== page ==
Keith Jardim

 

All Responses Are Fiction Extracts from the Book, Near Open Water: Stories by Keith Jardim (Peepal Tree Press, UK: 2011)

 

 

1. Have you experienced internal conflict in the context of local Trinidadian society, as a result of race? Give example/s.

Main Course Question 9: from “The White People Maid”

          So, I pose up myself good and proper and watch Old Bitch straight in she loose, dry-up, lonely face, on which I sure more scalpel pass than the General Hospital see in the last year, and I call she a fetid obscenity! And just like when you see maxi taxi stop sudden-sudden in the middle of the road to pick up somebody, so Old Bitch freeze when she hear them two word. Was like a revelation pass over Old Bitch face for a few moments, because from the time I say what I say she get stupid as a manicou when light shine in it face at night. Then she catch sheself and start to cuss one set of Devil cuss. At that moment in come the daughter. And she stand up quiet-quiet and watch Old Bitch and me like she eh even know who we is. The new, pretty nose she had surgery on last year – like mother like daughter, eh? – turn up as if she does shit ice-cream.

           Old Bitch stop cussing when she see how the daughter stand up there watching we. The daughter roll she eye and say, You all don’t know how to behave? The children are awake, Ryan is home trying to sleep because he was on call all last night, and the whole neighborhood must be wondering what the hell is going on.

            Then she say to Old Bitch, Where is Sadie? I need help controlling these damn children.

            Old Bitch turn and call for Sadie, and I see a young Coolie come outside, nice and fresh looking, she must be from South, by Cedros side, because you could see the Venezuelan blood she mix with, the complexion almost as light as Old Bitch own.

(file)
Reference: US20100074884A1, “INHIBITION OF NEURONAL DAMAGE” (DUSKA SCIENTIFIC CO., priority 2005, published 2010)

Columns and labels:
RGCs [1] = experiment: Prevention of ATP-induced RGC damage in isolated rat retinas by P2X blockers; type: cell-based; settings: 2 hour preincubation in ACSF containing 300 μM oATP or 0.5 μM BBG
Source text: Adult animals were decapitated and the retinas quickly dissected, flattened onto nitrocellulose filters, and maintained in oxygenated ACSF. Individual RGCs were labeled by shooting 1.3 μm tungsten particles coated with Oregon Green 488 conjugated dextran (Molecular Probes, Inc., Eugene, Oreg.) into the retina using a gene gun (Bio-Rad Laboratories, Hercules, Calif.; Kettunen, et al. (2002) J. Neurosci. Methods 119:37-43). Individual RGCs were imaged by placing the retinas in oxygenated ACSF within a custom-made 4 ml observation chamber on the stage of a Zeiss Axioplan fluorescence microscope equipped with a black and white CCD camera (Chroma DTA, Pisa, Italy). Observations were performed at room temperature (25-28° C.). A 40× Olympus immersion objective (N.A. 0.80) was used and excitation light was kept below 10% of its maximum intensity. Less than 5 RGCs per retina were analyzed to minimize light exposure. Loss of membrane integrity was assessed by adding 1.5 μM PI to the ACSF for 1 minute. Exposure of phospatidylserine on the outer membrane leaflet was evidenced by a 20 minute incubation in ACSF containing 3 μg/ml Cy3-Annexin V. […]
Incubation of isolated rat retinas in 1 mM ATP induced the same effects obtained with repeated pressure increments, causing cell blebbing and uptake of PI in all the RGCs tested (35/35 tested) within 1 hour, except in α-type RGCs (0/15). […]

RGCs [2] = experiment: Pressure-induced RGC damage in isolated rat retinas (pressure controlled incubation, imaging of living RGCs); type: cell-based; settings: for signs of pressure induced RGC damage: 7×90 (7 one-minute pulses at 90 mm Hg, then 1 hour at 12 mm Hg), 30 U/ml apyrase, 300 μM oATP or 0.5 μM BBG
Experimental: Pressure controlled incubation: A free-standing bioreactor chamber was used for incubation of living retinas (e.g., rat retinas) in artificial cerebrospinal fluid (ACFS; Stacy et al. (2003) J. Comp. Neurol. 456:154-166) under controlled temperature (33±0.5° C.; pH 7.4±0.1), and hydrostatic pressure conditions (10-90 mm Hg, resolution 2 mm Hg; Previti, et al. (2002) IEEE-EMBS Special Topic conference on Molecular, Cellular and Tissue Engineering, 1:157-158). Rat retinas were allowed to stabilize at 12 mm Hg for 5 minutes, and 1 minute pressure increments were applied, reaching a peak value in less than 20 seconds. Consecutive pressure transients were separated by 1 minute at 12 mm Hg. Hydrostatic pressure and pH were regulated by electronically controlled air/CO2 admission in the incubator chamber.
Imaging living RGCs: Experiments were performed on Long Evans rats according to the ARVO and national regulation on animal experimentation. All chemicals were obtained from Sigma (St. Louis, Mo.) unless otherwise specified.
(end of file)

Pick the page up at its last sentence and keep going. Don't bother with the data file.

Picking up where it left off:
Yes, Madam? she say.

            Help Mrs. Adamson with those children, please. I’m exhausted talking to this black woman.

            Yes, Madam.

            The good Coolie girl walk out with a bowed head, if you please. That was when Old Bitch start to smile the same smile the Opposition Leader does smile when something up his sleeve, as if he have gold or cocaine in he backyard. Then is when I realize what really going on. Old Bitch look at me and say in she best Laventille Old Nigger voice, And she doh thief!

            Give she time, I say, remembering the Opposition Leader. Give she time. All of we is one in this Trinidad when it come to corruption.

            Look, I not able with the two of you all, Mrs. Adamson say, and she turn on she fancy high-heels and tock-tock out of the apartment.

            Get yuh black ass out of this compound, you hear me? Old Bitch say. Before I call the guard! And she raise she arm and point a finger upwards, just like the Prime Minister does do when he talking shit in Parliament.